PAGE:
Tuesday, July 15, 2008

IndyMac to halt all foreclosures

At least the FDIC gets it.

IndyMac didn't.

Slash the mortgage amounts owed, and cut the rate and let the homeowner stay in the house with a smaller payment, and keep these homes off the market.

It's better than selling these loans at 20 or 30 cents on the dollar.

This administration's "Hope Now" policy has now evolved into a receivership, where finally something gets done besides the promise of a waived late payment fee.

But it'll cost the Fed's $6 billion because IndyMac and their CEO operated in denial.

Yesterday, Washington Mutual said it was "well capitalized" and it has $40 billion of liquidity, and will give a new update on July 22.

Compare this to IndyMac who said it had $19 billion, and the FDIC had to take the bank over when $1.1 billion was pulled from the bank.

Does that mean a run can happen on WaMu if depositors yank $2.5 billion?

If there was a run on WaMu, it would eventually help the housing market. Using the FDIC's blueprint, they would aggressively mitigate the losses on these loans, and let the people stay in their houses by slashing the rates on the loans, and the value of the mortgages so homeowners would have an incentive to stay put.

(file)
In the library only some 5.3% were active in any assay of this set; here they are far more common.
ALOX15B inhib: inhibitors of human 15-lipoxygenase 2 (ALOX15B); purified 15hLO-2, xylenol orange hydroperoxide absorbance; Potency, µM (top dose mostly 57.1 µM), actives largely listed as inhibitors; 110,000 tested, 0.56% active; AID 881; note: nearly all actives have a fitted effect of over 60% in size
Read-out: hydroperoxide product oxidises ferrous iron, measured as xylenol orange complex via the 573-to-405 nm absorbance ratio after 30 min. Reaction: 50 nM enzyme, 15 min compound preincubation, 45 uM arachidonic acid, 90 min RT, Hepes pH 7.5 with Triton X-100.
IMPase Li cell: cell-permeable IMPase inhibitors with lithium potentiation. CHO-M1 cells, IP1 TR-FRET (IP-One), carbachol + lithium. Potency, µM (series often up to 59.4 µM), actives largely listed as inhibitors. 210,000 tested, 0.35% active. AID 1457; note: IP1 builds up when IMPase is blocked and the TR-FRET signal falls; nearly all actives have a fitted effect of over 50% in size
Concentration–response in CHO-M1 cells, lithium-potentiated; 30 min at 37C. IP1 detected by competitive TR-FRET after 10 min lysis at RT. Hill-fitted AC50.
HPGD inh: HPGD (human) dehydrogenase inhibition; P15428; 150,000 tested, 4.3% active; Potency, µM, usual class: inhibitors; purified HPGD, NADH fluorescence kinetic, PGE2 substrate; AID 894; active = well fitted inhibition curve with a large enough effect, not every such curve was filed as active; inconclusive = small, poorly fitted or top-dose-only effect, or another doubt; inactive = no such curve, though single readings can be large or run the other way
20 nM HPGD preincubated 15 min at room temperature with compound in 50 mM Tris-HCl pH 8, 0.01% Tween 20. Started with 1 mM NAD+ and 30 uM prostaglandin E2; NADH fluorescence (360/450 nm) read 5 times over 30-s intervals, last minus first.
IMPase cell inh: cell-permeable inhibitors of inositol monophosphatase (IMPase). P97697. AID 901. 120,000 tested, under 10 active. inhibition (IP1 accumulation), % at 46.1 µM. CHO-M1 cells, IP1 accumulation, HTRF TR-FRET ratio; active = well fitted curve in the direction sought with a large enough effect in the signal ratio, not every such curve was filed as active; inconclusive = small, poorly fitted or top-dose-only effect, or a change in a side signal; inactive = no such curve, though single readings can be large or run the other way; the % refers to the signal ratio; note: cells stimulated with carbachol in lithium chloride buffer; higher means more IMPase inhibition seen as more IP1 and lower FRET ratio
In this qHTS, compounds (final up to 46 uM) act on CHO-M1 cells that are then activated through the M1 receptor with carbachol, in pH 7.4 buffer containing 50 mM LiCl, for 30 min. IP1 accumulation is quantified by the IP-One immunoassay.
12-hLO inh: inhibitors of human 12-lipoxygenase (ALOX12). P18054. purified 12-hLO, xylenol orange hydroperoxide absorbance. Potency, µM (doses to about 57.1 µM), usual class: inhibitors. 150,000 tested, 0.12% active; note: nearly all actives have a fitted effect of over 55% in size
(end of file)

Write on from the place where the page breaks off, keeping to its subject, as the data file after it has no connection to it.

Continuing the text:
And their neighbors bellyaching over "moral hazard" and "bailouts" will just have to get over it, as this would stop the real estate foreclosure sales being done at costs that no builder or homeowner wants to compete with. The neighbor bellyaching would soon see the value of his home rise.

And if you take these comps off the market, the market would eventually heal itself-and quicker!

That's the good thing about the market meltdown scenario that we are now seeing. This panic, will accelerate what needs to be happen now, so we can prevent more pigs being swallowed by the python, because the banks can't digest the pigs they already have on their books.

Receivership is now the "forbearance" option.

Right now we have $2.6 trillion in uninsured deposits at banks. At IndyMac we know those uninsured depositors get .50 cents on the dollar. (That's the money they are using to keep people in their homes. The uninsured depositors get the "rest" of their money after the bank has been sold and that money is divvied up.)

According to the latest Fed numbers, the banks have $273 billion of vault cash.

It wouldn't take much for the public to panic, and a run to start.

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